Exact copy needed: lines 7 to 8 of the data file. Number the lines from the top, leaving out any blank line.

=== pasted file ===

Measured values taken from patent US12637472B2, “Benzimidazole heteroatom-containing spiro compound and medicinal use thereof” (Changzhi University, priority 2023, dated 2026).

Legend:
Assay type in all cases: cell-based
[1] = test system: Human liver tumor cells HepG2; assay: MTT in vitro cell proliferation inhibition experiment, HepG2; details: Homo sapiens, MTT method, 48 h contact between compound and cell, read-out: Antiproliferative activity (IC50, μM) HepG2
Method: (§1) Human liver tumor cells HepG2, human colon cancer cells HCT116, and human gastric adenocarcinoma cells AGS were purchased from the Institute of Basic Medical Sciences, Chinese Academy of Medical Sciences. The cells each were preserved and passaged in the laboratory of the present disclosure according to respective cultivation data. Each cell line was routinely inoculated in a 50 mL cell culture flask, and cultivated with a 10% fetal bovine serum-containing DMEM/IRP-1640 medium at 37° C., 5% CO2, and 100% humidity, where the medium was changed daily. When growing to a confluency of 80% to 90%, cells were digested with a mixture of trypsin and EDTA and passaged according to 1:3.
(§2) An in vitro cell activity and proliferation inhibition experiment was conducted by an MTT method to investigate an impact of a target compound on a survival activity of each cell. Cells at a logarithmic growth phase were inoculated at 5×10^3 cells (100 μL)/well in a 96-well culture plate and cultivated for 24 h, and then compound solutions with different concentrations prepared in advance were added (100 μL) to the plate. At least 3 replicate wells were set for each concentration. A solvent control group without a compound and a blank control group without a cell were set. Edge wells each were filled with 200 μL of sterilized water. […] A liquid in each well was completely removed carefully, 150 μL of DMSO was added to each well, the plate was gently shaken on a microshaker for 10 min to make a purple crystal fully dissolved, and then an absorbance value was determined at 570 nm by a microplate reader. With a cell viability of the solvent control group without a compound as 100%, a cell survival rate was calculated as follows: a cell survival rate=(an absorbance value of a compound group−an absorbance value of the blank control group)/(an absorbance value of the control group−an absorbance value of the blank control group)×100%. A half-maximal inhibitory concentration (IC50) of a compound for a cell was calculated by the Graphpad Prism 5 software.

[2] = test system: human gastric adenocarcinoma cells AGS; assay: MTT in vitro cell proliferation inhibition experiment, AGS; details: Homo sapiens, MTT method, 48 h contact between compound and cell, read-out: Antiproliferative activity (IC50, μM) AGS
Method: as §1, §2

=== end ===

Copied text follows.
[2] = test system: human gastric adenocarcinoma cells AGS; assay: MTT in vitro cell proliferation inhibition experiment, AGS; details: Homo sapiens, MTT method, 48 h contact between compound and cell, read-out: Antiproliferative activity (IC50, μM) AGS
Method: as §1, §2